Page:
- February 19, 2021
- Posted by: Seymour Furlong
- Category: Uncategorized
Today, we review a car accident claim which went to trial in February 2021.
The Plaintiff arrived in Australia from Iran as a teenager. She finished her senior year of High School in Brisbane in 1990 and started an engineering degree at Griffith University. She later changed to a dual degree of engineering, and information technology. As she had married and become pregnant with her first child in 1995 then second child in 1997, she was unable to complete her tertiary studies.
Whilst the children were young, the Plaintiff worked with her husband in his IT company, performing mainly a administrative role. She returned to study in medical science, but changed her focus to a degree in nursing and finished it in February 2008. She commenced employment with the Royal Brisbane Womens’ Hospital as a Registered Nurse but then reduced her hours as she felt that she needed to spend more time with her young teenage children.
On 21 February 2016, the plaintiff was travelling as passenger on the Gold Coast Highway heading towards the Gold Coast. The vehicle in front of her car came to a stop, and the vehicle the plaintiff was in also came to a halt without causing a car accident. Unfortunately, her car had been crashed into from behind by a speeding vehicle and there was no dispute of this occurrence because of the negligence by the other driver.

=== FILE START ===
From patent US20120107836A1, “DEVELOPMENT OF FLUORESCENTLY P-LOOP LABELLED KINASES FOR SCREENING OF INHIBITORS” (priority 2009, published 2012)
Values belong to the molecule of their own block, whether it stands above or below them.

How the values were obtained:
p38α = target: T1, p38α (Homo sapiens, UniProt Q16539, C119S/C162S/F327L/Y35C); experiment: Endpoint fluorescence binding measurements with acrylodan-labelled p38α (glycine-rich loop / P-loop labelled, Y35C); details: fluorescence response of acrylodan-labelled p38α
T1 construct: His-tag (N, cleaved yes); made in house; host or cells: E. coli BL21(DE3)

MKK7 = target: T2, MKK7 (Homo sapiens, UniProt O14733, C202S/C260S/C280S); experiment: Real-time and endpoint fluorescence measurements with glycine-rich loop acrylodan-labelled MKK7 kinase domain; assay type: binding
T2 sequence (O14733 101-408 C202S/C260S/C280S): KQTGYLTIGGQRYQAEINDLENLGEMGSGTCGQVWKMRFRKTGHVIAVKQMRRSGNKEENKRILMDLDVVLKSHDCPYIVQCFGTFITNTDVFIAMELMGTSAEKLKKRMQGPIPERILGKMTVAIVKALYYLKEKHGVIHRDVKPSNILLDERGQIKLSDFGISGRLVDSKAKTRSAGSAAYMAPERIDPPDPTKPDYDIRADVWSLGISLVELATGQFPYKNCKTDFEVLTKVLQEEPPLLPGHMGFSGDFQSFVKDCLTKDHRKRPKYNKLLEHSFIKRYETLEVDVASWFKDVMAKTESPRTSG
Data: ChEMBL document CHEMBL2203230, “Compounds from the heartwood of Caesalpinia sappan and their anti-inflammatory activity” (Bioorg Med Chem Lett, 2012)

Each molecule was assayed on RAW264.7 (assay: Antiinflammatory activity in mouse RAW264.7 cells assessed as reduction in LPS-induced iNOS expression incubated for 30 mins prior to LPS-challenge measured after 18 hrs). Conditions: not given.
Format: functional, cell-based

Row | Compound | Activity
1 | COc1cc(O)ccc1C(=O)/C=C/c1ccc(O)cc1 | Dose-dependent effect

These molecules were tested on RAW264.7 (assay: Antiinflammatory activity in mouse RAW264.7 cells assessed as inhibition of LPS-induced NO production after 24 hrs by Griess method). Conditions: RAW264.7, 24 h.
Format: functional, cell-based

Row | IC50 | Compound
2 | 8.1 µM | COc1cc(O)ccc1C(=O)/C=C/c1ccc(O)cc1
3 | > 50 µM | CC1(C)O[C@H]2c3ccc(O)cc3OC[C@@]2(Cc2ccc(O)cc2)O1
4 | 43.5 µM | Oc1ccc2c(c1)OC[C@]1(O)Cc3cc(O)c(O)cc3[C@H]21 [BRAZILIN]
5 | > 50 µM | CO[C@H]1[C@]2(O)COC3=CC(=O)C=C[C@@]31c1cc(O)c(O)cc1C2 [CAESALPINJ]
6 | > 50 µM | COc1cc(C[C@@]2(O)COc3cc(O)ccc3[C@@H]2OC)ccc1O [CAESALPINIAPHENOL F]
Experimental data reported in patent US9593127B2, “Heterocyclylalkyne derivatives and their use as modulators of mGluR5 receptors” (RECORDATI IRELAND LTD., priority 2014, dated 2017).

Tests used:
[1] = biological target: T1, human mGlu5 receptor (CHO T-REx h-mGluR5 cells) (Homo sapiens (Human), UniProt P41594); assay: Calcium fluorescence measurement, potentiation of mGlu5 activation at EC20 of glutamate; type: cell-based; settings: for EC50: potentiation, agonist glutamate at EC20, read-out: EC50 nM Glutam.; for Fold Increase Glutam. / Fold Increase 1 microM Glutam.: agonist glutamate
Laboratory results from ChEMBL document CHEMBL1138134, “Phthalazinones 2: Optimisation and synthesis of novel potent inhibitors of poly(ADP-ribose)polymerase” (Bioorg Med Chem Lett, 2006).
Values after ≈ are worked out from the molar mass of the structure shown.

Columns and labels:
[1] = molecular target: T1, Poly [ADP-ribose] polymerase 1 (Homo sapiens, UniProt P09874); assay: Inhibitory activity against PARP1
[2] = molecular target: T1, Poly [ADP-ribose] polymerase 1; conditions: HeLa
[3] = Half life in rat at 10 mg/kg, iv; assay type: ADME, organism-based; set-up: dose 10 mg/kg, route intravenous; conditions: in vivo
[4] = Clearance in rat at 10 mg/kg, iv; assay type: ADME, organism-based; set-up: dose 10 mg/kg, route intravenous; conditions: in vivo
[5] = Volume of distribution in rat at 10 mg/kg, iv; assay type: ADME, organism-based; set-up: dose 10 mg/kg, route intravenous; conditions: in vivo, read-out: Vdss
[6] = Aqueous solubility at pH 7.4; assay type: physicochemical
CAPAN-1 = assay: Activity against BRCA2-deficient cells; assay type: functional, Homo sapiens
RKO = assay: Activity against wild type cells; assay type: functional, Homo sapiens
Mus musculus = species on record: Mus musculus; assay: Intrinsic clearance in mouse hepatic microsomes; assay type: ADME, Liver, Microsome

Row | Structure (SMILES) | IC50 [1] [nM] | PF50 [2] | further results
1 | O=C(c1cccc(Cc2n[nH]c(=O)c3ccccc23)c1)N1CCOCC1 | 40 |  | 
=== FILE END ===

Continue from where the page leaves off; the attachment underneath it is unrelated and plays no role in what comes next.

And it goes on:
The Plaintiff’s injuries’ are as follows:-
- cervical spine
- lumbar spine
His Honour assessed this totalling to $15,750.00.
In this scenario, the Plaintiff’s past medical and rehabilitation expenses, past travel expenses, and, past pharmaceutical expenses totaled to $9,775.02. There was also an allowance for a further $3000.00 for future medical, pharmaceutical, and travel expenses. These two figures alone add to be $12,775.02.
Other amounts include:
Past: $52,500.00 and Future: $140,000.00;
Past economic loss at $275,000.00; $650,000.00 for future economic loss; and also the amount of $630,000.00 representing lost earning capacity.
The claim totals in excess of $1.6 million dollars
Hoveydai v Mak  QSC 16